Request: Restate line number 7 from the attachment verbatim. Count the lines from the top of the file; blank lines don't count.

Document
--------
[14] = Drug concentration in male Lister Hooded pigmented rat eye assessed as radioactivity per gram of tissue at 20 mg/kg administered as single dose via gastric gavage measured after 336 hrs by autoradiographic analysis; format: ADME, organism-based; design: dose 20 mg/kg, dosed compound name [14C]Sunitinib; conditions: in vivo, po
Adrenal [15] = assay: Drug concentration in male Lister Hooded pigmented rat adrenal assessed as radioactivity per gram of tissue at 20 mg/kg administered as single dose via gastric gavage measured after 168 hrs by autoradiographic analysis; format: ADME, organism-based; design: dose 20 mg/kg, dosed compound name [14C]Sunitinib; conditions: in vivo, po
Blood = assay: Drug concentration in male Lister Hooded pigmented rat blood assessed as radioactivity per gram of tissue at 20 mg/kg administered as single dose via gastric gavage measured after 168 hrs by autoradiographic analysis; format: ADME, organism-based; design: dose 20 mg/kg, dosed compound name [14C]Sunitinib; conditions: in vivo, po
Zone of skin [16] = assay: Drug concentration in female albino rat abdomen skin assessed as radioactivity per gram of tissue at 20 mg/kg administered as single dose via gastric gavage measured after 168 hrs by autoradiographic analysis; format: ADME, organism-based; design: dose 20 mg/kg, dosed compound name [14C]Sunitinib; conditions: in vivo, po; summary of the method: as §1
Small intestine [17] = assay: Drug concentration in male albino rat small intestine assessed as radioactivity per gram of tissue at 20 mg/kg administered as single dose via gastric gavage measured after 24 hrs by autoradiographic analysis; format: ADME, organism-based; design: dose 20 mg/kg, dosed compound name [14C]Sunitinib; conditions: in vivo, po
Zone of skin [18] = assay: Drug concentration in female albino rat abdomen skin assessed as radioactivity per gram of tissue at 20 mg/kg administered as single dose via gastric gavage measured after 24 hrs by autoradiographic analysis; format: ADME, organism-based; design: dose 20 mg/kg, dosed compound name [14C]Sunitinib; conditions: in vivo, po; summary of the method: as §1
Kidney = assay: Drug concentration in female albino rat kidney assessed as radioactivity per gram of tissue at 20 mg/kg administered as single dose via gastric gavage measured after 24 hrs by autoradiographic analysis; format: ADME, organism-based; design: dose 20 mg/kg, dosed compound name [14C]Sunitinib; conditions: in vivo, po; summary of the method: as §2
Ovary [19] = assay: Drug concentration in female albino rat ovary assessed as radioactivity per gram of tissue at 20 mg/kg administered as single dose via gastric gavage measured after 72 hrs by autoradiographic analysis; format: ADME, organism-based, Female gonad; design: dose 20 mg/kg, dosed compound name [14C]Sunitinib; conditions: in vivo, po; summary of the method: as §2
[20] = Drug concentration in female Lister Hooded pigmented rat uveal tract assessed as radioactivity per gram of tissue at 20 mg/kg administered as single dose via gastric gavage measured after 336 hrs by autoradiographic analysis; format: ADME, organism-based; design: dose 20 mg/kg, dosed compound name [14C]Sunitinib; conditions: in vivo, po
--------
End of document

Kidney = assay: Drug concentration in female albino rat kidney assessed as radioactivity per gram of tissue at 20 mg/kg administered as single dose via gastric gavage measured after 24 hrs by autoradiographic analysis; format: ADME, organism-based; design: dose 20 mg/kg, dosed compound name [14C]Sunitinib; conditions: in vivo, po; summary of the method: as §2